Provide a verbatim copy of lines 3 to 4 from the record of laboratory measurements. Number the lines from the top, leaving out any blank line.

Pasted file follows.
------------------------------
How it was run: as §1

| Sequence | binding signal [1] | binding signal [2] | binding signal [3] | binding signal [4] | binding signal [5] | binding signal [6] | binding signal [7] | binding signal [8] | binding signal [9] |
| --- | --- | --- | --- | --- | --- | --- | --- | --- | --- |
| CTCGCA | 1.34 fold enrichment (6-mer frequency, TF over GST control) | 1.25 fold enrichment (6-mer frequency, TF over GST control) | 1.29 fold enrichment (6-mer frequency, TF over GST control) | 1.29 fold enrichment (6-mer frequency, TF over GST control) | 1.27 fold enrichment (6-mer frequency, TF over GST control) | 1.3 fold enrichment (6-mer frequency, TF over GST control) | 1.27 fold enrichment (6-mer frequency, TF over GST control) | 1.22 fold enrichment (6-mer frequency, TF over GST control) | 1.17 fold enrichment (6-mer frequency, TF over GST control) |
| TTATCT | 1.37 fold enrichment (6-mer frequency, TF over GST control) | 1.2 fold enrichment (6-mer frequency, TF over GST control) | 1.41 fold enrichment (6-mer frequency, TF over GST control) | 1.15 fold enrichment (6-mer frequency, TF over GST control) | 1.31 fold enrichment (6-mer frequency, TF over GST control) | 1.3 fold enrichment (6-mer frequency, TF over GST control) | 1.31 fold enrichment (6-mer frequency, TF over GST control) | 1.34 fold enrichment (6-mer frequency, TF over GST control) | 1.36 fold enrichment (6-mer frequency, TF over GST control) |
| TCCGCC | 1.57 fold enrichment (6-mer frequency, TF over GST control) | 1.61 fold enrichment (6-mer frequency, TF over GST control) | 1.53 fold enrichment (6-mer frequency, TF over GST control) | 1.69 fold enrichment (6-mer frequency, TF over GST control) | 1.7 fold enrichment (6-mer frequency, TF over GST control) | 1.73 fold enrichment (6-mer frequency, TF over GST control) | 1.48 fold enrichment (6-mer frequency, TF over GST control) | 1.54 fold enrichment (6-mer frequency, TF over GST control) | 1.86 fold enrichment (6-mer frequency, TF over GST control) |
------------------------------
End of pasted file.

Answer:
| --- | --- | --- | --- | --- | --- | --- | --- | --- | --- |
| CTCGCA | 1.34 fold enrichment (6-mer frequency, TF over GST control) | 1.25 fold enrichment (6-mer frequency, TF over GST control) | 1.29 fold enrichment (6-mer frequency, TF over GST control) | 1.29 fold enrichment (6-mer frequency, TF over GST control) | 1.27 fold enrichment (6-mer frequency, TF over GST control) | 1.3 fold enrichment (6-mer frequency, TF over GST control) | 1.27 fold enrichment (6-mer frequency, TF over GST control) | 1.22 fold enrichment (6-mer frequency, TF over GST control) | 1.17 fold enrichment (6-mer frequency, TF over GST control) |